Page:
Adding Executable Context to Executable Architectures: Enabling an Executable Context Simulation Framework (ECSF)
Date of Award
Doctor of Philosophy (PhD)
Computational Modeling & Simulation Engineering
Modeling and Simulation
Frederic D. McKenzie
A system that does not stand alone is represented by a complex entity of component combinations that interact with each other to execute a function. In today's interconnected world, systems integrate with other systems - called a system-of-systems infrastructure: a network of interrelated systems that can often exhibit both predictable and unpredictable behavior. The current state-of-the-art evaluation process of these system-of-systems and their community of practitioners in the academic community are limited to static methods focused on defining who is doing what and where. However, to answer the questions of why and how a system operates within complex systems-of-systems interrelationships, a system's architecture and context must be observed over time, its executable architecture, to discern effective predictable and unpredictable behavior.
The objective of this research is to determine a method for evaluating a system's executable architecture and assess the contribution and efficiency of the specified system before it is built. This research led to the development of concrete steps that synthesize the observance of the executable architecture, assessment recommendations provided by the North Atlantic Treaty Organization (NATO) Code of Best Practice for Command and Control (C2) Assessment, and the metrics for operational efficiency provided by the Military Missions and Means Framework. Based on the research herein, this synthesis is designed to evaluate and assess system-of-systems architectures in their operational context to provide quantitative results.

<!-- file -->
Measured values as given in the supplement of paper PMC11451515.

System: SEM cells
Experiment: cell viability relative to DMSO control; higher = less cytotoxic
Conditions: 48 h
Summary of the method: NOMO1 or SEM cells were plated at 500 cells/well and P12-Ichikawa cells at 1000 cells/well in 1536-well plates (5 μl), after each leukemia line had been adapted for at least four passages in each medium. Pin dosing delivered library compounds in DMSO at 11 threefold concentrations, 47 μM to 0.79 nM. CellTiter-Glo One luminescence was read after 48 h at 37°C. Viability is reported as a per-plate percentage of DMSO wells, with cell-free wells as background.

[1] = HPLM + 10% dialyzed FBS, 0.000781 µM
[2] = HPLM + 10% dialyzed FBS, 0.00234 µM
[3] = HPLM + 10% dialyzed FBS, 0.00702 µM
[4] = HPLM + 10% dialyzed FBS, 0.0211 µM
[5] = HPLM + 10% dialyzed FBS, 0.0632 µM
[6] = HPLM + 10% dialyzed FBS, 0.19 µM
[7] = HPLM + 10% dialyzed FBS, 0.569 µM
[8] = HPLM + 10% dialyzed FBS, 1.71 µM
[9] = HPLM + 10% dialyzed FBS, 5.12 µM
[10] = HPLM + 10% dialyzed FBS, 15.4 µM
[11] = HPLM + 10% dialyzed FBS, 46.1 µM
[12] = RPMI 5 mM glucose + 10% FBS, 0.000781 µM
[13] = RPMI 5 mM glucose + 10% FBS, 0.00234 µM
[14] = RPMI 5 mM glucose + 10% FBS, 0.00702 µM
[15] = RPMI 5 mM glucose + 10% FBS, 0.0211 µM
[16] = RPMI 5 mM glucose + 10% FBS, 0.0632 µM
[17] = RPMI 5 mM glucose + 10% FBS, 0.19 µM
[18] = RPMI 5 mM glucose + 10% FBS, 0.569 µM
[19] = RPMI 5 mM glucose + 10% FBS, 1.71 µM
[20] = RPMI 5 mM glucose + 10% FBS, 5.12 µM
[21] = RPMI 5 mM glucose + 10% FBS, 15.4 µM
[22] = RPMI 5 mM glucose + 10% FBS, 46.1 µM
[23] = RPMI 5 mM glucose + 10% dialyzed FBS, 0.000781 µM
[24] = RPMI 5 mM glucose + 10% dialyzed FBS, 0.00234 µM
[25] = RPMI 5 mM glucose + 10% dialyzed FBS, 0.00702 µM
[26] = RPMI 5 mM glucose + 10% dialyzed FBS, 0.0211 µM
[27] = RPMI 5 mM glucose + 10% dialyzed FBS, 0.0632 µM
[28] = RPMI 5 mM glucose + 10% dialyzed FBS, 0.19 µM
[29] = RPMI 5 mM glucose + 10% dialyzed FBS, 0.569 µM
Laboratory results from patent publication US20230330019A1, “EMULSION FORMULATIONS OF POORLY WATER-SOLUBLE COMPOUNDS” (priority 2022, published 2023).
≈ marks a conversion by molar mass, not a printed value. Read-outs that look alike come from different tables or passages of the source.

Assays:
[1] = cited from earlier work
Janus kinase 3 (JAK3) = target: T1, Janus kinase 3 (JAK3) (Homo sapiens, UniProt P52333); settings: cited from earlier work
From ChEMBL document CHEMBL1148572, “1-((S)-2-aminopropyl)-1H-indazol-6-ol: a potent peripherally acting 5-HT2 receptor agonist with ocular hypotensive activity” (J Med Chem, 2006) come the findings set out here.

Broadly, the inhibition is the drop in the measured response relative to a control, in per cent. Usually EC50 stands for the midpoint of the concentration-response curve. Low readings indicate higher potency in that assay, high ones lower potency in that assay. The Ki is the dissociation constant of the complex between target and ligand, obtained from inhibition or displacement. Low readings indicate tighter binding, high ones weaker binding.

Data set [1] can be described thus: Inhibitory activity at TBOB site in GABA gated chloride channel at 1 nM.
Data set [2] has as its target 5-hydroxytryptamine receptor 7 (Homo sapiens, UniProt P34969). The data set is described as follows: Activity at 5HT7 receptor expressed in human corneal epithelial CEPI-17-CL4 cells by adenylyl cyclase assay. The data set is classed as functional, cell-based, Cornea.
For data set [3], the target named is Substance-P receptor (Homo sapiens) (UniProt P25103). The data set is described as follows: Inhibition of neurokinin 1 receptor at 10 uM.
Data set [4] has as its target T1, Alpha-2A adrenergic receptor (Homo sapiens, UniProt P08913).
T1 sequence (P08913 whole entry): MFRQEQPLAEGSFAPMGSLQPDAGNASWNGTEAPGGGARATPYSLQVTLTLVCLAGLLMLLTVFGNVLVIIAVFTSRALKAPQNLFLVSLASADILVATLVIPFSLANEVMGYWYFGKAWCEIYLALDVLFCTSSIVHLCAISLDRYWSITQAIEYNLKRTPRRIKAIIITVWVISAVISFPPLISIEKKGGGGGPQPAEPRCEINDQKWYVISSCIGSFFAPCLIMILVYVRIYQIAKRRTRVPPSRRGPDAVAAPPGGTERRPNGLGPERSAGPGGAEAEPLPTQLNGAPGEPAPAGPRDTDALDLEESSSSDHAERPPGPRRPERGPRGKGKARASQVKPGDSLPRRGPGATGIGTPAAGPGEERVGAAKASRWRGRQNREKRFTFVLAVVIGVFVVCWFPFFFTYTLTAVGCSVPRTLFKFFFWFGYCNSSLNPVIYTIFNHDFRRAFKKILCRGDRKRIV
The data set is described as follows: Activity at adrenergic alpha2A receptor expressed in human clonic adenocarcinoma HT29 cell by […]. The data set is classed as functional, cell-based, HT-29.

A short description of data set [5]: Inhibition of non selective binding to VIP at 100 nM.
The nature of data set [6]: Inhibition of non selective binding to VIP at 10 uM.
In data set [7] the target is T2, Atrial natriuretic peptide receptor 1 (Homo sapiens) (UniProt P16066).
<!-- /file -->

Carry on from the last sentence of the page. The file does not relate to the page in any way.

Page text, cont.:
Garcia, Johnny J..
"Adding Executable Context to Executable Architectures: Enabling an Executable Context Simulation Framework (ECSF)"
(2011). Doctor of Philosophy (PhD), Dissertation, Computational Modeling & Simulation Engineering, Old Dominion University, DOI: 10.25777/yr2g-yp42